Justin, I want you to know that it’s not you, it’s me.
Whenever people say, “it’s not you, it’s me” they’re really saying that it is you. And in this case, it actually is you. Sorry for lying to you at the beginning. When I heard that you were on the bench again tonight, I knew we were through. I saw you limping to first and holding your hamstring last week. Is that why you’re on the bench for your second straight game tonight? I wish you would just be honest with me. I think it’s best if we start seeing other people.
We just moved too quickly. And I’ll admit that’s as much my fault as it is yours. I saw this hot prospect in the Rangers system with a cool last name and huge power potential and my interest was piqued. When I heard you were traded to the Mariners, I fell in love. But I didn’t really know you. I fell in love with who you could be, not who you are.
Don’t think that I didn’t enjoy our time together, because I did. You gave me the greatest fantasy baseball team name ever (the Smoak Monsters), and I’ll always remember you when I go to set my lineup. It’s just that you can no longer be part of that lineup. I need to do what’s best for my fantasy team.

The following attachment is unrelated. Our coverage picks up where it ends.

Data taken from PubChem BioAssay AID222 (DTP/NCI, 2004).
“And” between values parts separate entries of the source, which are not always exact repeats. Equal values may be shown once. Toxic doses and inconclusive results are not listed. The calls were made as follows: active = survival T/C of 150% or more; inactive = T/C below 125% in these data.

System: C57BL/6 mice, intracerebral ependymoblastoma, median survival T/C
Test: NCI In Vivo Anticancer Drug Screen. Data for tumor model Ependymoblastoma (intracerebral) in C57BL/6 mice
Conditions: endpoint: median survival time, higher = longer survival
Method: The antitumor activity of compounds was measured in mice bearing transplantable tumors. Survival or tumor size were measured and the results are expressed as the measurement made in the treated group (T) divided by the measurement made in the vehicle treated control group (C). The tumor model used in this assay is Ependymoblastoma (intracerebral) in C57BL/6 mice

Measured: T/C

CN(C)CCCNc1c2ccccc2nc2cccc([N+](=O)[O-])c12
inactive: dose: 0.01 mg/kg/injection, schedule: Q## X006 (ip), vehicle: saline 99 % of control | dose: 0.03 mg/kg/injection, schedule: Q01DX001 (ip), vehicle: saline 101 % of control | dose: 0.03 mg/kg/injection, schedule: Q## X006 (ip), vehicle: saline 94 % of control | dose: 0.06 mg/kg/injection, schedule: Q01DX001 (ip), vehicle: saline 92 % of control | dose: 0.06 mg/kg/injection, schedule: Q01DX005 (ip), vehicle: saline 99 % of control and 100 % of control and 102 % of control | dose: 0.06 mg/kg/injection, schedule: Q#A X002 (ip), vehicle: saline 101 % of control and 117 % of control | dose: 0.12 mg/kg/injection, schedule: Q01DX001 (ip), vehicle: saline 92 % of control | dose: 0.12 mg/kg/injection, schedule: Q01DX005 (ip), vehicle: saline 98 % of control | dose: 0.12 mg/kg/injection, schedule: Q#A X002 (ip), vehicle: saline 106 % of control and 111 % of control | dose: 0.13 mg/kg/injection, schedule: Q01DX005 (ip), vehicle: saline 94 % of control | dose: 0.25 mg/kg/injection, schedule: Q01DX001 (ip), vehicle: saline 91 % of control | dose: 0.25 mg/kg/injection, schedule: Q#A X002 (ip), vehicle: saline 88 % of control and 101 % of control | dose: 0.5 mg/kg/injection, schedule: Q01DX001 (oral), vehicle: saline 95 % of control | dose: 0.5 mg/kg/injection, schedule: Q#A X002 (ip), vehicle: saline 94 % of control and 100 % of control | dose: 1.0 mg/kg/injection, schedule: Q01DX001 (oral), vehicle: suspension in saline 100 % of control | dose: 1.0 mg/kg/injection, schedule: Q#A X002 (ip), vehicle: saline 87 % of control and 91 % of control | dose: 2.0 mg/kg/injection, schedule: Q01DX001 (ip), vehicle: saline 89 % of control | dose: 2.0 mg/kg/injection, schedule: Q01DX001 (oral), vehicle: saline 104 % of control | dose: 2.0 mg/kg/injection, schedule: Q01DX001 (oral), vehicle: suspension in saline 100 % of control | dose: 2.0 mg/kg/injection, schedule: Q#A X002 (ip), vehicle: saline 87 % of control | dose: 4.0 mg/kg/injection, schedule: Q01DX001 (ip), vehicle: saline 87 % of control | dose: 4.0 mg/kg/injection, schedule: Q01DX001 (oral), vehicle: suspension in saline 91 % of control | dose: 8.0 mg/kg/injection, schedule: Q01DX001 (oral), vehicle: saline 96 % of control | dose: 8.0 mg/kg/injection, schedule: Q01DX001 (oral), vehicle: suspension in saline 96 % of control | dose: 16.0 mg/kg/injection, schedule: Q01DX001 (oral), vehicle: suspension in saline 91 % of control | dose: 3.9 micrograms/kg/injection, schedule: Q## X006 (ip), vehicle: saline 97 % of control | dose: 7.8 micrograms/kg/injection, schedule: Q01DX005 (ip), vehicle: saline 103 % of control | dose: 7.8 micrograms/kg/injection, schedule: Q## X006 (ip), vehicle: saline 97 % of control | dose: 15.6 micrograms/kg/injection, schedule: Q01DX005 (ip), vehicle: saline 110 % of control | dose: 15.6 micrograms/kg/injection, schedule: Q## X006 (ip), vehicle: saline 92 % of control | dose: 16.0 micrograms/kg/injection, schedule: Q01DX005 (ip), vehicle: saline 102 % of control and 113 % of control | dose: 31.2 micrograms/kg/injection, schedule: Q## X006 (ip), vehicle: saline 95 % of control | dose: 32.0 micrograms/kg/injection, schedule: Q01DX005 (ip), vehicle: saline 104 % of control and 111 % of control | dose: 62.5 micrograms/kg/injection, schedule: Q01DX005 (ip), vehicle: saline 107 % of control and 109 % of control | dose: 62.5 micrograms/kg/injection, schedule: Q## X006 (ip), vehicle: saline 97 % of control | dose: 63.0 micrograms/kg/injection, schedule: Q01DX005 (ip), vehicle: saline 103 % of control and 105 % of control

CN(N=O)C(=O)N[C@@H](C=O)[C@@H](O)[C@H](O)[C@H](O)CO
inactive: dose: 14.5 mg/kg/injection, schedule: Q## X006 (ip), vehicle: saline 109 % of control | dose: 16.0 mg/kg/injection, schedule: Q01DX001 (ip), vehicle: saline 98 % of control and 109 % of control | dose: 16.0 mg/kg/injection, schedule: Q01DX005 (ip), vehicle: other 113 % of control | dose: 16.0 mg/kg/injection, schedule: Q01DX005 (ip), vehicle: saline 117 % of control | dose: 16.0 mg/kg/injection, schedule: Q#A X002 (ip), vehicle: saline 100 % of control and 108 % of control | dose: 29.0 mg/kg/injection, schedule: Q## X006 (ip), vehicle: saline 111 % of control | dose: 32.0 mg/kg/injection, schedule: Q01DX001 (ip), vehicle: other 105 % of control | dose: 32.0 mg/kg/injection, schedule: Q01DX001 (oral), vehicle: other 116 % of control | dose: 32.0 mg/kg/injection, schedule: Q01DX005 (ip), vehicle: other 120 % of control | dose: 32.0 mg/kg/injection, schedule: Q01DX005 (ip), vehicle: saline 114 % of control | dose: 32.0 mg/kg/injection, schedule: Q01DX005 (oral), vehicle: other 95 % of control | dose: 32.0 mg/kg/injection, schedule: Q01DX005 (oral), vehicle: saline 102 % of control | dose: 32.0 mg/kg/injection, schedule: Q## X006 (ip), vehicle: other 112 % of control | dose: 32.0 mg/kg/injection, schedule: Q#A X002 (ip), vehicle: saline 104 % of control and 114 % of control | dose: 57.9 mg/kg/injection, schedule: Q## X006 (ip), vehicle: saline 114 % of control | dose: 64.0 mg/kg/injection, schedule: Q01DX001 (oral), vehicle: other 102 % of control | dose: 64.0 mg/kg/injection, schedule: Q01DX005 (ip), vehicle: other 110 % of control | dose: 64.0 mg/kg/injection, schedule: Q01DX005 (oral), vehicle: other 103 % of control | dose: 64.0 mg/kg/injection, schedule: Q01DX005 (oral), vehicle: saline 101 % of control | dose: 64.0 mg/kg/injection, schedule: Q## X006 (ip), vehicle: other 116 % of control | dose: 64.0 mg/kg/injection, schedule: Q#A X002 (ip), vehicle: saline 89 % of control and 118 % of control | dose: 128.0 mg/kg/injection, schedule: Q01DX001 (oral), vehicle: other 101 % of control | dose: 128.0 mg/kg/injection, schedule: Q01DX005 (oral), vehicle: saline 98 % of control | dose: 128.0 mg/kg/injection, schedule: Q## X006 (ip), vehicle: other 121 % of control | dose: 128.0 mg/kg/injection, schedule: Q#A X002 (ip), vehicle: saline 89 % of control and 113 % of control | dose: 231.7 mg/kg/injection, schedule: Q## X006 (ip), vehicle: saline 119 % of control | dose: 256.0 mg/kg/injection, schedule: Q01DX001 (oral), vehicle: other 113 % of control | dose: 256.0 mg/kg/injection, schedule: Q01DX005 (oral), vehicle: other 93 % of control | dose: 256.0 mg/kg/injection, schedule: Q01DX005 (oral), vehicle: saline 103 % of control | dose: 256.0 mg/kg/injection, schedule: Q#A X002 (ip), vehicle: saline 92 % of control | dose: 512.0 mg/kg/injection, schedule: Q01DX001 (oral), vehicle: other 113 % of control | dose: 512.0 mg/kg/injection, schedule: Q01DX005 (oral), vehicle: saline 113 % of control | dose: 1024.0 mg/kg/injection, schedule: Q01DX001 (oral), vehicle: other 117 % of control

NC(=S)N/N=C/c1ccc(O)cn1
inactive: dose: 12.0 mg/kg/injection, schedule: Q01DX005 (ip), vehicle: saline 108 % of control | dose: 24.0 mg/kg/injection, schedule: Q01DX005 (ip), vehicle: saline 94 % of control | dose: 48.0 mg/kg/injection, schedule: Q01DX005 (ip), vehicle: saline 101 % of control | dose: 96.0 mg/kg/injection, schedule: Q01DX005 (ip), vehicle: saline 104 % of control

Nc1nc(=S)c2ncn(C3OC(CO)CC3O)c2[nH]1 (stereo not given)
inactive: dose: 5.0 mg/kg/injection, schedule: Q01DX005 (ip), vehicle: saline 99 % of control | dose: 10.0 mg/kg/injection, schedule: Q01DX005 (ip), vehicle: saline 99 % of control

We got off to a rough start this year. The Mariners commercials are the one thing I can count on being good every year. But your commercial was just terrible. You punched a tree. I think you may need anger management classes.
And when you were away in Japan to start the season, it was just awkward. I know that I said I watched your games live, but I didn’t. I DVR’d them. I’m so sorry.
This was supposed to be your breakout year. I made excuses for your performance last season and told myself that you would take that step forward, that everything would be better. But it’s not better. It’s worse. I almost bought your jersey, but I just couldn’t do it. Which is probably for the best, because I’d have to return it to you now.
Don’t take this as a “goodbye.” Maybe it’s more of a “see you later.” There is always a chance we could get back together. But there are things that both of us need to work on first. For example, you can’t hit breaking balls. And maybe I just need to accept you for who you are, a .250 hitter that will only hit 15 to 20 home runs. But at this point in my life, I’m looking for something more. I know it shouldn’t matter to me, but I’m shallow. I love home runs. Completely unrelated, what can you tell me about Jesus Montero?
I’m sorry it has to end this way. Just know that I still hope you’re career goes the way we always dreamed it would. I just can’t be as invested anymore.